La vera costanza
Dramma giocoso in three acts
Music by Joseph Haydn, 1778
Libretto by Francesco Puttini and Pietro Travaglia
English translation by Murray Hipkin and Gilly French
The Deanery garden, Bampton, 16 and 17 July 2004
Rosina, a fishergirl
Baroness Irene, aunt of Count Errico
Lisetta, the Baroness's maid
|Count Errico, a fickle and capricious young man, secretly married to Rosina||Huw Rhys-Evans|
Ernesto, a marquis and friend of the Count
Masino, head fisherman and Rosina's brother
|Villotto Villano, a rich fop, engaged to Rosina||Nicholas Merryweather|
Orchestra Sally Fenton (leader), Camilla Scarlett, Alison Cutting, Philip Augar, Kate Bailey, Stewart Attwood, Claire Parkin, Felicity Cormack violin; Morgan Goff, Gill Barbour viola; Judith Dallosso, Steve Buck 'cello; Anne Allen, Megan Skinner flute; Carolyn King, Sheila Nicholls oboe; Simon Payne bassoon; Justin Rhodes timpani
In a terrible storm, a small boat makes an emergency landing at a fishing village, and the Baroness Irene, the Marquis Ernesto, the fop Villotto and the baroness's maid Lisetta are rescued by the local fisherpeople, Masino and his sister. The meeting is fortuitous for the Baroness who has been fearful of rumours that her unpredictable nephew Count Errico was to marry a poor fishergirl, Rosina. She now finds that Masino's sister is this same Rosina, whom she has been hoping to find and to distract by marrying her off to Villotto; meanwhile the Baroness has promised her own hand to Ernesto if she succeeds in the plot. However, the artful baroness and her shipwrecked party are quite unaware that not only did Errico marry Rosina five years previously, but a child was born subsequent to Errico's mysterious and long-term departure.
Irene attempts to persuade Rosina to accept Villotto; Rosina suffers the torment of loyalty to an absent and possibly indifferent husband. Unexpectedly Errico arrives, and threatens to shoot Villotto; Ernesto attempts to support the Baroness’s ploy by threatening Masino unless he persuades his sister to accept her new suitor.
Errico cruelly tests his wife’s constancy by speaking heartlessly, and when Villotto stammers that he has decided to give up on marriage and go to war, the Count adopts the military metaphor as an image of how to lay siege to a woman’s heart. Rosina confides in Lisetta, and unhappily appeals to the Baroness for death. Masino and Villotto are almost fighting when Lisetta warns them to hide from Errico and Ernesto; terrified, they run away. Rosina begs Errico to kill her, but instead he embraces her. The Baroness is angry to find them, and shows Errico a picture of an intended bride – when he incautiously expresses admiration, Rosina is convinced that she has lost him for ever.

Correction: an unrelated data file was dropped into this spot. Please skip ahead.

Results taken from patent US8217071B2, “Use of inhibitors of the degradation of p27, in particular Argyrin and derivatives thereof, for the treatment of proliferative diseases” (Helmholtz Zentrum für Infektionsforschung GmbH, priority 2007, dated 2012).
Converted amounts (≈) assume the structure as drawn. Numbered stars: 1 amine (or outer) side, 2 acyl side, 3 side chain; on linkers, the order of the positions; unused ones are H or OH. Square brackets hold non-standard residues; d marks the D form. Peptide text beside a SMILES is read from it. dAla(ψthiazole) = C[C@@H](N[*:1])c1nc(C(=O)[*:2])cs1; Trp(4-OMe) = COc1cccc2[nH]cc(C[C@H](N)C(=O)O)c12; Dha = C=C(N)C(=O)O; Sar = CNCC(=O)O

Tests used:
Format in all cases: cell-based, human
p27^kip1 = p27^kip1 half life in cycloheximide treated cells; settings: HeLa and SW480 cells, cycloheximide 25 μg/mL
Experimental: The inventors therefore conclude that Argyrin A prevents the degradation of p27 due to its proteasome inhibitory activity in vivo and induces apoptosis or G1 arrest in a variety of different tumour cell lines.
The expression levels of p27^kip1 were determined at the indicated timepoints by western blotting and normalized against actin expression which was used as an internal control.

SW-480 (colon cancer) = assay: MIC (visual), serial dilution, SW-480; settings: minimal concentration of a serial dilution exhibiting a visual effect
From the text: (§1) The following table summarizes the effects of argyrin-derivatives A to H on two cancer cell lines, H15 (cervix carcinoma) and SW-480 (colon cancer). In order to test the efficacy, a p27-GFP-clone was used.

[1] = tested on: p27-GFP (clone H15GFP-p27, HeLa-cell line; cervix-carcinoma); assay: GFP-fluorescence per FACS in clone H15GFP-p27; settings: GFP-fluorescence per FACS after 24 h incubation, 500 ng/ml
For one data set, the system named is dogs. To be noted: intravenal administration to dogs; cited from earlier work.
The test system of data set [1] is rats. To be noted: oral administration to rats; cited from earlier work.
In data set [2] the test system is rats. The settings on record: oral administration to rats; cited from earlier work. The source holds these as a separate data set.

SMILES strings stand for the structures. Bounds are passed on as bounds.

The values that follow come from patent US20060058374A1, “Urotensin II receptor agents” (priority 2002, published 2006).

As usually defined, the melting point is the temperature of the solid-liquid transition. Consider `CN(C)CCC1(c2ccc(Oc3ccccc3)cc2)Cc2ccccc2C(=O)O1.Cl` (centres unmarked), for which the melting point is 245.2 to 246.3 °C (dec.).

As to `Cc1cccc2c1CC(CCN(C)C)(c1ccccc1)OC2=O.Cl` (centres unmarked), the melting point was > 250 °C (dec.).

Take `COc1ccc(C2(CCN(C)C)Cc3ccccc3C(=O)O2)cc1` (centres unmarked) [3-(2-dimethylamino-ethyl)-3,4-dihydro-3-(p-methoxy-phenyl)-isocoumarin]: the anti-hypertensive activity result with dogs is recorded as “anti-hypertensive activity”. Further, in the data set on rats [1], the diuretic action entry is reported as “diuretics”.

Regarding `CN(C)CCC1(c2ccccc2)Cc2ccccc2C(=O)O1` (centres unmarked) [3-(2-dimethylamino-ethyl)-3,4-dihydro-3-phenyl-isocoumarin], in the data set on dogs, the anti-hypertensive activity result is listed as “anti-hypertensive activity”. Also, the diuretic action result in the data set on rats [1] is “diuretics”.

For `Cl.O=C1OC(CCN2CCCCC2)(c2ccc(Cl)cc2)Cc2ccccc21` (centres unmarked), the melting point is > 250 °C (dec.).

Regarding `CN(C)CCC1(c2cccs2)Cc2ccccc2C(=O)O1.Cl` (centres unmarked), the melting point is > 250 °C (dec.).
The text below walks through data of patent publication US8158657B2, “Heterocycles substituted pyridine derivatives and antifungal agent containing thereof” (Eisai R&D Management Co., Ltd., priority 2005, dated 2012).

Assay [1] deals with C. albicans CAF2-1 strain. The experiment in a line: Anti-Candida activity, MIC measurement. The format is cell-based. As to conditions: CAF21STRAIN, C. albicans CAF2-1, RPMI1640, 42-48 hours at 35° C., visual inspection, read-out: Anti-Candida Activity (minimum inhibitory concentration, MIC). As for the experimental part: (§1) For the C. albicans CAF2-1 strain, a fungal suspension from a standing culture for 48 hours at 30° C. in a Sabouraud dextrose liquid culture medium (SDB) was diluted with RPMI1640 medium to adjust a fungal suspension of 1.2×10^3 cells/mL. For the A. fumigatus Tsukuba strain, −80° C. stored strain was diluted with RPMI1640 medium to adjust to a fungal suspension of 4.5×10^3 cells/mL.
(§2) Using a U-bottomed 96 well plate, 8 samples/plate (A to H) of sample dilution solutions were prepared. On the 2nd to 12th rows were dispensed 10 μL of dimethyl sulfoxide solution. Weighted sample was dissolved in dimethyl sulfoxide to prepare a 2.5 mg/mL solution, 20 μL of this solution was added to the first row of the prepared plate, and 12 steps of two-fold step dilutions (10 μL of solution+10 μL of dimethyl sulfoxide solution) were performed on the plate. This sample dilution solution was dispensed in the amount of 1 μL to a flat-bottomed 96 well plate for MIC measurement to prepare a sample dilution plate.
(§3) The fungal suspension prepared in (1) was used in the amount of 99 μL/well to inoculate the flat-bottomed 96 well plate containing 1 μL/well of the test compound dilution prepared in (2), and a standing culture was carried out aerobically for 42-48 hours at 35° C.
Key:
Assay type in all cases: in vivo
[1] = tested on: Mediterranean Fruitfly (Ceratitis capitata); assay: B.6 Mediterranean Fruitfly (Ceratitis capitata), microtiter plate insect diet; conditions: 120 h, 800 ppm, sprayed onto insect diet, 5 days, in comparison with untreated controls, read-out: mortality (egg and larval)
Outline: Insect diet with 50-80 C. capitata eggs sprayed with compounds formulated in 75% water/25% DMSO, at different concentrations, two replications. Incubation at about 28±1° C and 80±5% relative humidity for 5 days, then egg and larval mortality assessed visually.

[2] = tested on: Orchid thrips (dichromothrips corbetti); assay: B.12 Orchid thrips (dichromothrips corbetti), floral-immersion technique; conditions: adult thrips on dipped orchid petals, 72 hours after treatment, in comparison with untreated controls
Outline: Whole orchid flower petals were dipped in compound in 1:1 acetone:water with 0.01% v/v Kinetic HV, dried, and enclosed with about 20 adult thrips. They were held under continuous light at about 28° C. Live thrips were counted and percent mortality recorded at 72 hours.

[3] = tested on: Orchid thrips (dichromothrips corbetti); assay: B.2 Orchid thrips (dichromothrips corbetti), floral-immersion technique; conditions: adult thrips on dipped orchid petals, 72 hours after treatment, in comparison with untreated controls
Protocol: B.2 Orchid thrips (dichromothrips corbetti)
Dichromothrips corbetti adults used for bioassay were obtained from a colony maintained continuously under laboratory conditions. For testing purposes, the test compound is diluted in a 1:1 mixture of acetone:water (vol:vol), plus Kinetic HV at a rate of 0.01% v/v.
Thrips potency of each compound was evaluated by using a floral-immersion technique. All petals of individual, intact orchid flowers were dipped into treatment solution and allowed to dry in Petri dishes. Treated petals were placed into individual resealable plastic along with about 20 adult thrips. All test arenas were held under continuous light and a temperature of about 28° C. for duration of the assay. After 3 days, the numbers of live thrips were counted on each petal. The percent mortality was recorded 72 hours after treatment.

In the Baroness’s castle Ernesto appeals to Rosina; his happiness depends on her acceptance of Villotto. His declaration that only she can bring him happiness is however overheard and misconstrued by the Baroness and Errico: they both turn on Rosina, as do Villotto and Lisetta, and she decides to flee. Errico, enraged at her ‘infidelity’ commands Villotto to find and kill her. Lisetta realises the deception and persuades Errico that Rosina is faithful. Errico is dismayed at what he has done, and goes to look for her.
Rosina flees with her son to the fishing village and hides in an abandoned tower. Masino arrives looking for her, and falls asleep exhausted; Villotto is about to kill him when he is stopped by Lisetta. The Baroness and Ernesto arrive and everyone goes in search of Rosina. Errico finds a small boy alone, who leads him to Rosina: he begs forgiveness and embraces his son, defying the anger of the Baroness and Ernesto.
The Baroness makes a final attempt to divide the couple and sends Errico and Rosina forged letters, each apparently signed by the other. Both see through the trick, and they are drawn to declare their renewed love. The Baroness finds the happily reunited family and is forced to accept Rosina as her nephew’s wife. She keeps her promise to marry Ernesto.
Melting moments that are the best of Haydn
The Times, 19 July 2004
The subtle kinship linking Bampton Opera so warmly to its audience
Oxford Times, 23 July 2004
superb in all departments
Opera, September 2004
the real joy of the English summer opera season...
Opera Now, November 2004